316

GUIDELINES

Atul Prabhakar Kulkarni, Deepak Govil, Srinivas Samavedam, Shrikanth Srinivasan, Suresh Ramasubban, Ramesh Venkataraman, Kishore Pichamuthu, Sameer Arvind Jog, Jigeeshu V Divatia, Sheila Nainan Myatra

ISCCM Guidelines for Hemodynamic Monitoring in the Critically Ill

[Year:2022] [Month:October] [Volume:26] [Number:S2] [Pages:11] [Pages No:S66 - S76]

Keywords: Arterial lactate, Cardiac output measurement, Central venous oxygen saturation, Critically ill adults, Echocardiography, Hemodynamic monitoring, Static parameters, Thermodilution cardiac output, Transpulmonary thermodilution

   DOI: 10.5005/jp-journals-10071-24301  |  Open Access |  How to cite  | 

Abstract

Hemodynamic assessment along with continuous monitoring and appropriate therapy forms an integral part of management of critically ill patients with acute circulatory failure. In India, the infrastructure in ICUs varies from very basic facilities in smaller towns and semi-urban areas, to world-class, cutting-edge technology in corporate hospitals, in metropolitan cities. Surveys and studies from India suggest a wide variation in clinical practices due to possible lack of awareness, expertise, high costs, and lack of availability of advanced hemodynamic monitoring devices. We, therefore, on behalf of the Indian Society of Critical Care Medicine (ISCCM), formulated these evidence-based guidelines for optimal use of various hemodynamic monitoring modalities keeping in mind the resource-limited settings and the specific needs of our patients. When enough evidence was not forthcoming, we have made recommendations after achieving consensus amongst members. Careful integration of clinical assessment and critical information obtained from laboratory data and monitoring devices should help in improving outcomes of our patients.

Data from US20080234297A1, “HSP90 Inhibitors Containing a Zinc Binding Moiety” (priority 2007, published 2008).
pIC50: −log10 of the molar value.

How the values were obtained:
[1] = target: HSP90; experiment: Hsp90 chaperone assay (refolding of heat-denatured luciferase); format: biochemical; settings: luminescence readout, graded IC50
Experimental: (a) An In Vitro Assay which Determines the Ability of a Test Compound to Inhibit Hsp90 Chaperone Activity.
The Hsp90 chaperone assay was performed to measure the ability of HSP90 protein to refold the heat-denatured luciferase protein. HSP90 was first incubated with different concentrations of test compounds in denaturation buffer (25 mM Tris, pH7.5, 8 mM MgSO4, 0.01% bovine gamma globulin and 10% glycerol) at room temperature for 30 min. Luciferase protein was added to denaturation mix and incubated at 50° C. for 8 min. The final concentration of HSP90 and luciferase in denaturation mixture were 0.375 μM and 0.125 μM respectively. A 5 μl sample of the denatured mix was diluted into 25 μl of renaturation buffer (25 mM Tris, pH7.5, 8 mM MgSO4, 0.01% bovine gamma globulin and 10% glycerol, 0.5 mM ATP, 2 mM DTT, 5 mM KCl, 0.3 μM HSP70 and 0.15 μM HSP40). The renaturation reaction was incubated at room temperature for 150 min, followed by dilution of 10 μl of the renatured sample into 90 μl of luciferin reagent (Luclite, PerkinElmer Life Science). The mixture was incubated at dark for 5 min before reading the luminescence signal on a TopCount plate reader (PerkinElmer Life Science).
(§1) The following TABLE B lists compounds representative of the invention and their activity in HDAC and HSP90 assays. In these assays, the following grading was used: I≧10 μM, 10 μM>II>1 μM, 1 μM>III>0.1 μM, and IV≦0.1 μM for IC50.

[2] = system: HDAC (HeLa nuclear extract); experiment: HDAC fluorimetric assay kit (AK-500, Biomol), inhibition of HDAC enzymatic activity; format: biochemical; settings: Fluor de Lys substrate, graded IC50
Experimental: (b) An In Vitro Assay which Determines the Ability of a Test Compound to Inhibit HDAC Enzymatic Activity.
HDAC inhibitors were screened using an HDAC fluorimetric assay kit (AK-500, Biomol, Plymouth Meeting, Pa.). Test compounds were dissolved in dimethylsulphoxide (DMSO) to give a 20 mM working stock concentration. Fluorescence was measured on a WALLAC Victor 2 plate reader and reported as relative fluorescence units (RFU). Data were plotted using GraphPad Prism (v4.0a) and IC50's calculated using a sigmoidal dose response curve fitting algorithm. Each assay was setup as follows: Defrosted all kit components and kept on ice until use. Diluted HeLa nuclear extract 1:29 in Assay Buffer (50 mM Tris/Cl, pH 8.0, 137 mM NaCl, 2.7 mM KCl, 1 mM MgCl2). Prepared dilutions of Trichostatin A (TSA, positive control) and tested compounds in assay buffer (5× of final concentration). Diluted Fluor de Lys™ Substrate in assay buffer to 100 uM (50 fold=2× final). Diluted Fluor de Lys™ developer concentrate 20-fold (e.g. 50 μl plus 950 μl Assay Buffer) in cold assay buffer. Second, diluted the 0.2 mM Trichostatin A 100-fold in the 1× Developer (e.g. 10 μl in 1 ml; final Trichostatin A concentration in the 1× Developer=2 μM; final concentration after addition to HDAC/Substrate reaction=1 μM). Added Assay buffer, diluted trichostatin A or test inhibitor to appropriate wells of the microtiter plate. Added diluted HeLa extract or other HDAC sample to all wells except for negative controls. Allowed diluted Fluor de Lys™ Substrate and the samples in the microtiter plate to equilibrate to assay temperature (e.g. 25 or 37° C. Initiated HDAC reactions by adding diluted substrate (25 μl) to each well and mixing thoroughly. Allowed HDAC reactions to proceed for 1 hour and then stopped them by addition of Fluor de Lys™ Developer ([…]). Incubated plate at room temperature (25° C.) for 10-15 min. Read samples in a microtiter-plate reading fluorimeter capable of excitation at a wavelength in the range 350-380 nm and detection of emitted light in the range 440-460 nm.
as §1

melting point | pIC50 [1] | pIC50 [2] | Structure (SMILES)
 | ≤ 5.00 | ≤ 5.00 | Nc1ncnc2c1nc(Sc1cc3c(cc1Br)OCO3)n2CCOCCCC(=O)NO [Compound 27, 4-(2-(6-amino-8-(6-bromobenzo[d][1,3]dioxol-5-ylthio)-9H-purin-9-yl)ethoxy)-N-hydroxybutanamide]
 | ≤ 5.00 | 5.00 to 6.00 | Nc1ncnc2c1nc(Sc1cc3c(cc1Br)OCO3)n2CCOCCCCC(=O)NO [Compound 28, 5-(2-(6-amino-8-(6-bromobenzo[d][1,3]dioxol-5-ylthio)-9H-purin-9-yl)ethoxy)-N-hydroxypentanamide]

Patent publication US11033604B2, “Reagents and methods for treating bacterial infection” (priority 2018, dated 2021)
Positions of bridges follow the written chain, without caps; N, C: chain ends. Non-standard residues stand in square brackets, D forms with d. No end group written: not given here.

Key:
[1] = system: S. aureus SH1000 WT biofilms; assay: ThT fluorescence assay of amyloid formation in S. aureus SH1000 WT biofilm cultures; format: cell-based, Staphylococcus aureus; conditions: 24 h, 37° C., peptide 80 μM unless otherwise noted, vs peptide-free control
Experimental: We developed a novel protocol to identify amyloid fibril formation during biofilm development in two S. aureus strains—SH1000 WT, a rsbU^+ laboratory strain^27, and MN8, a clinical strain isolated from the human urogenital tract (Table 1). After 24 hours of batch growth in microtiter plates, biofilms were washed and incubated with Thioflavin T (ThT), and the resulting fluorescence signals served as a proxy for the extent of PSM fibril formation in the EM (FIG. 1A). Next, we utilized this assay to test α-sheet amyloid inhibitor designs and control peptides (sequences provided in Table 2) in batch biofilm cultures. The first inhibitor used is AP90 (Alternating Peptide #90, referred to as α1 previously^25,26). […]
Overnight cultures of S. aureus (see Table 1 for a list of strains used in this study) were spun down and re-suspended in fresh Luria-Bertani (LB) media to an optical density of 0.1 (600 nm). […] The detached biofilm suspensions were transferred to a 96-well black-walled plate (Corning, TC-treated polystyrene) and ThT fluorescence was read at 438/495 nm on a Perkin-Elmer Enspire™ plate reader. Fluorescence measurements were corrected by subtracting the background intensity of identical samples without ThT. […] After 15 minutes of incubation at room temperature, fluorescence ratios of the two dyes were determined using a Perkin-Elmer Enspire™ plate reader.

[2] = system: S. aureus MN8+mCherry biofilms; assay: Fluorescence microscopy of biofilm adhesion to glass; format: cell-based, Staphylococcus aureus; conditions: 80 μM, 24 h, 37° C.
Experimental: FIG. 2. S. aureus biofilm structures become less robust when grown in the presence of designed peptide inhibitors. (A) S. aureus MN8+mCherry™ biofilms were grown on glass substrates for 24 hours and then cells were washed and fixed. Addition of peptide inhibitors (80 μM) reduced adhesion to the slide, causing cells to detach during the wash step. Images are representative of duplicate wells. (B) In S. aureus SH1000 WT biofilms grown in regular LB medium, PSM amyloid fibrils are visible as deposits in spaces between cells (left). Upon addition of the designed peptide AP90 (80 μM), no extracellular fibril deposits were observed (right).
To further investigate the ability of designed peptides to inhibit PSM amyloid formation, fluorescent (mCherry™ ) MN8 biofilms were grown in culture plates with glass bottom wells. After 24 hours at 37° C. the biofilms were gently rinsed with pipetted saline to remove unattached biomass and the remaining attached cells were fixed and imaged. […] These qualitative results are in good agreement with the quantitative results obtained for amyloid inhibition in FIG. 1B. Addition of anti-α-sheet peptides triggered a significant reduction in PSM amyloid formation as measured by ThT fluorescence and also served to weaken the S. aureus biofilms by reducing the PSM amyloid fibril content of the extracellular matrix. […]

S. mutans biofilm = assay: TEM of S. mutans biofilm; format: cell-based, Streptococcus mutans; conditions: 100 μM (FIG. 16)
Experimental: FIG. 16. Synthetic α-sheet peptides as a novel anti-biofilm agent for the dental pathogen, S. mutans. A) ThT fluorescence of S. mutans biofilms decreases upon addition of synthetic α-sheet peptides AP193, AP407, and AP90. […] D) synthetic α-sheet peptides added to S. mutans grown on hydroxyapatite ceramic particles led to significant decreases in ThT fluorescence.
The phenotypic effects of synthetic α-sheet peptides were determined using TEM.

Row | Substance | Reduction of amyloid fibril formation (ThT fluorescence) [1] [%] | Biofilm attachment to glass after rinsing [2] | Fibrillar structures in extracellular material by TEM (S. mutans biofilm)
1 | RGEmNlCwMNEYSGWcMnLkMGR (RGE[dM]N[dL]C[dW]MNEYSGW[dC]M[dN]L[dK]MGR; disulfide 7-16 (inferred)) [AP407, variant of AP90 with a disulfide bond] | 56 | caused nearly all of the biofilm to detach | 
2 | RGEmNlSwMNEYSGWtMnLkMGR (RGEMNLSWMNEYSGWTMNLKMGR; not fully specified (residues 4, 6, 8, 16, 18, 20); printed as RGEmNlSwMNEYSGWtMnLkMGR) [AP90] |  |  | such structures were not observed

339

GUIDELINES

Gopi Chand Khilnani, Pawan Tiwari, Kapil Gangadhar Zirpe, Dhruva Chaudhry, Deepak Govil, Subhal Dixit, Subhash Kumar Todi, Vijay Hadda, Neetu Jain, Manjunath B Govindagoudar, Srinivas Samavedam, Simant Kumar Jha, Niraj Tyagi, Madhusudan R Jaju, Anita Sharma

Guidelines for the Use of Procalcitonin for Rational Use of Antibiotics

[Year:2022] [Month:October] [Volume:26] [Number:S2] [Pages:18] [Pages No:S77 - S94]

Keywords: Antibiotics, Guidelines, Procalcitonin, Sepsis, Stewardship

   DOI: 10.5005/jp-journals-10071-24326  |  Open Access |  How to cite  | 

349

GUIDELINES

G Praveen Kumar, Deepak Govil, Sachin Gupta, Vivek Kumar, Anuj M Clerk, Amol T Kothekar, Pradeep M D'Costa, Kedar Toraskar, Kapil D Soni, Jojo K John, Sweta J Patel, KN Jagadeesh, Chacko Jose, Dhruva Chaudhry, Rajesh C Mishra, Arindam Kar

Competencies for Point-of-care Ultrasonography in ICU: An ISCCM Expert Panel Practice Recommendation

[Year:2022] [Month:October] [Volume:26] [Number:S2] [Pages:6] [Pages No:7 - 12]

Keywords: Central venous catheter, Competencies, Critical care, Deep vein thrombosis, Echocardiography, e fast, Lung ultrasound, Optic nerve sheath diameter, Point-of-care, Point-of-care ultrasound

   DOI: 10.5005/jp-journals-10071-24199  |  Open Access |  How to cite  |